Vancouver City Council to consider CCTV security cameras to deter crime

Apr 23 2022, 5:21 am

A strategy of installing and operating more CCTV security cameras in Vancouver’s problematic locations is being suggested as an added tool to help deter and solve crime.

A member motion by NPA city councillor Melissa De Genova will be considered by Vancouver City Council in a public meeting next week.

If approved, city staff would be directed to work with the Vancouver Police Department (VPD) to determine “critical areas” where CCTV could be installed in public. Such cameras would not be monitored live, but footage would be recorded into data storage to collect evidence to help solve crime.

As well, they would engage with the Office of the Information and Privacy Commissioner to determine potential privacy impacts.

City staff would then report back to city council in the third quarter of 2022 with a recommended strategy, including the required funding possibilities.

Additionally, city staff would also work with the VPD to educate property owners, businesses, and residents about the value of using CCTV.

TransLink, for instance, already extensively uses CCTV to deter crime, and better enable Transit Police to solve crime. All spaces within SkyTrain, SeaBus, and West Coast Express stations are monitored by CCTV, and the interiors of newer SkyTrain and buses also have cameras.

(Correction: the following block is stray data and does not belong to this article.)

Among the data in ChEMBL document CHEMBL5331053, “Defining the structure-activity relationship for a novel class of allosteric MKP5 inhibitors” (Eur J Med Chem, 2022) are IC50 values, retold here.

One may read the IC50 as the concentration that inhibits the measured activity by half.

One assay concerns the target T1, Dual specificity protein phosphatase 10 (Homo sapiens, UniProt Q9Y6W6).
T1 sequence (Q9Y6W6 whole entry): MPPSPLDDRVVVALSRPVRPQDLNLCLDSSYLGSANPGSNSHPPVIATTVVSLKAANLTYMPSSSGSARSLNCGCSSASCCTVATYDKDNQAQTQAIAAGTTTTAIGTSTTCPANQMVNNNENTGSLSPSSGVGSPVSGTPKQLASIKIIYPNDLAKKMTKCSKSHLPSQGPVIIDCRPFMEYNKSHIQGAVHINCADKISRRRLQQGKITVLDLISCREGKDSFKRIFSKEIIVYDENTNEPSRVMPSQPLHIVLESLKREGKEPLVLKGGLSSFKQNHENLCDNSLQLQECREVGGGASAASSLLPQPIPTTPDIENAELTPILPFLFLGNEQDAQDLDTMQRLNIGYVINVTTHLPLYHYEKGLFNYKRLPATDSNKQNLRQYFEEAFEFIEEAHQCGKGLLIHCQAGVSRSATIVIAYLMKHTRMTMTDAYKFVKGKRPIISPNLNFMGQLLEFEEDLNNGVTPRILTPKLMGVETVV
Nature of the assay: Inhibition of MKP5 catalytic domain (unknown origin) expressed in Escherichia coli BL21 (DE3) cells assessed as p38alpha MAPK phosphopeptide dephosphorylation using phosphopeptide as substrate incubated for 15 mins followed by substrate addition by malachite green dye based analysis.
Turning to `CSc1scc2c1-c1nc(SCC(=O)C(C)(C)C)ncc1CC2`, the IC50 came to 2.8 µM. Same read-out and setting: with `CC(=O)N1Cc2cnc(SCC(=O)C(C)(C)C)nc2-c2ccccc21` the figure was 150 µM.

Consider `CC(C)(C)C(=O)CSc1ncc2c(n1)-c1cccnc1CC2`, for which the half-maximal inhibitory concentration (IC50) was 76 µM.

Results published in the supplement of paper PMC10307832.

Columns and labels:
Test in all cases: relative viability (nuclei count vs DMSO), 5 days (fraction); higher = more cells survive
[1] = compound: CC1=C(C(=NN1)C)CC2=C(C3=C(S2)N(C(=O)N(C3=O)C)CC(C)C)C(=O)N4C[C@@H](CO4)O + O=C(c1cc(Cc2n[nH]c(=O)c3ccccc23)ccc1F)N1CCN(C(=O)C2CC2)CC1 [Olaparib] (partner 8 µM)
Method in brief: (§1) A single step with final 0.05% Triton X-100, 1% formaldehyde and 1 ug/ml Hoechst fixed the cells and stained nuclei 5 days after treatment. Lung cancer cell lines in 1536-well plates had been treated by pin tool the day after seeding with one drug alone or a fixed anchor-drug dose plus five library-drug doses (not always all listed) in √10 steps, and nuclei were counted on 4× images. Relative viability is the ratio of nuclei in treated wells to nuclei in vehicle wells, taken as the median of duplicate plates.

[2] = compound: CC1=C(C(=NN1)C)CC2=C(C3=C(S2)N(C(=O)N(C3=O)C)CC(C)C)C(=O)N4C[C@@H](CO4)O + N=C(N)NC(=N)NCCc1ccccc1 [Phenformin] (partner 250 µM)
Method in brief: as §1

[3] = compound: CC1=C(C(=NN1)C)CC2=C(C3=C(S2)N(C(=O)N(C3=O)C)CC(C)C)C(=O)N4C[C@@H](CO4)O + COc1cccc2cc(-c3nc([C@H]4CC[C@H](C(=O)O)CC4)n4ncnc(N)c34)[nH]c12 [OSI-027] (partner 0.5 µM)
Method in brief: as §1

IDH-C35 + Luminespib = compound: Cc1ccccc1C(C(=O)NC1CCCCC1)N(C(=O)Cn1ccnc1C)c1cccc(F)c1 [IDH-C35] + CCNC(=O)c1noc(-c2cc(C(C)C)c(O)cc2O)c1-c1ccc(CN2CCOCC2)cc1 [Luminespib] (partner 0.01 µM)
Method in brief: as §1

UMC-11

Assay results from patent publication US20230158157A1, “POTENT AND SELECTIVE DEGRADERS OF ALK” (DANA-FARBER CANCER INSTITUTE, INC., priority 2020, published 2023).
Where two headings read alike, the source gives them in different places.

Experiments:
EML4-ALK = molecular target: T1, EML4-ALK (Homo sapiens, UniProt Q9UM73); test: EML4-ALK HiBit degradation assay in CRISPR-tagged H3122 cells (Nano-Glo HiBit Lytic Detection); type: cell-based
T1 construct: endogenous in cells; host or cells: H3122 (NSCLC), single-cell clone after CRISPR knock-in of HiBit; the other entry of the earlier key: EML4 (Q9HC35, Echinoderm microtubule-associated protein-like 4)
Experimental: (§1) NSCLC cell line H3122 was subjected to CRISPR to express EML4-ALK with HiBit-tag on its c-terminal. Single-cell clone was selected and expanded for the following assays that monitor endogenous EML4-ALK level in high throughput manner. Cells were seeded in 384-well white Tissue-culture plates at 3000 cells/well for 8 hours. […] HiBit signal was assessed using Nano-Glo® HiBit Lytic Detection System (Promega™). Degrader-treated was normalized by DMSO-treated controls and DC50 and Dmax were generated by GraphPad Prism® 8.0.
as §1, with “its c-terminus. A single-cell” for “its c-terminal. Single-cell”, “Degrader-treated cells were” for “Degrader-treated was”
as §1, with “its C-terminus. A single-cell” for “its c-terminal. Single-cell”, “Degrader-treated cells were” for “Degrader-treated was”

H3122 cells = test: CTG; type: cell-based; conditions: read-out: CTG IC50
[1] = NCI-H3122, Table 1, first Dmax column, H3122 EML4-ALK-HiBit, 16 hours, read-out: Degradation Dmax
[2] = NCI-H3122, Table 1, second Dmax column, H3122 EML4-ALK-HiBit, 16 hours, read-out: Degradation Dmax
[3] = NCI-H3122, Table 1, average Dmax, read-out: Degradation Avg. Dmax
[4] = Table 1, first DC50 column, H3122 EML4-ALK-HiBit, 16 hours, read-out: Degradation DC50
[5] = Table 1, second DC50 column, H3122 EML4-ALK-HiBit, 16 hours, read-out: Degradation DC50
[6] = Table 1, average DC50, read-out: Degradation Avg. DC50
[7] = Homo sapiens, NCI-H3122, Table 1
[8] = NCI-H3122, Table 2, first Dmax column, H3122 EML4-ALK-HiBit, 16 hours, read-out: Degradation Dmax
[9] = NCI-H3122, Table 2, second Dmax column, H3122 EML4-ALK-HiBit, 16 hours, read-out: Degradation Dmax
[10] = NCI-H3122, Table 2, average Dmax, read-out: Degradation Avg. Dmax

The non-profit organization that operates the Chinese Cultural Centre in Chinatown has also stated that its use of CCTV on its property has enabled it to document the costly theft and vandalism it is forced to endure almost on a daily basis.

CCTV footage was also instrumental for maintaining public safety during the 2010 Olympics, and for bringing 2011 Stanley Cup rioters to justice. As well, public safety cameras are already in use for major civic events such as the Celebration of Light.

De Genova also cites examples of major cities that use CCTV for public safety reasons, including London and New York City.

Earlier this month during city council’s debate on De Genova’s separate motion to improve Chinatown’s public safety strategies and implement free parking on Sundays, the inclusion of CCTV as a tool was suggested in the deliberations, but some members of city council were apprehensive with the idea. City council approved the Chinatown motion with amendments, including exploring a pilot project of reduced cost parking instead of outright free parking.

Newly released statistics by the VPD this week also show violent crime is on the rise, and that crime is significantly underreported, based on nearly 19,000 non-emergency VPD hotline calls that were unanswered during the first quarter of 2022 due to the exceptionally high volume.

There has also been a visible spike in vandalism, including graffiti on businesses and smashed storefront windows.

City council previously discussed expanding the use of CCTV in downtown’s public spaces in 2018.

 

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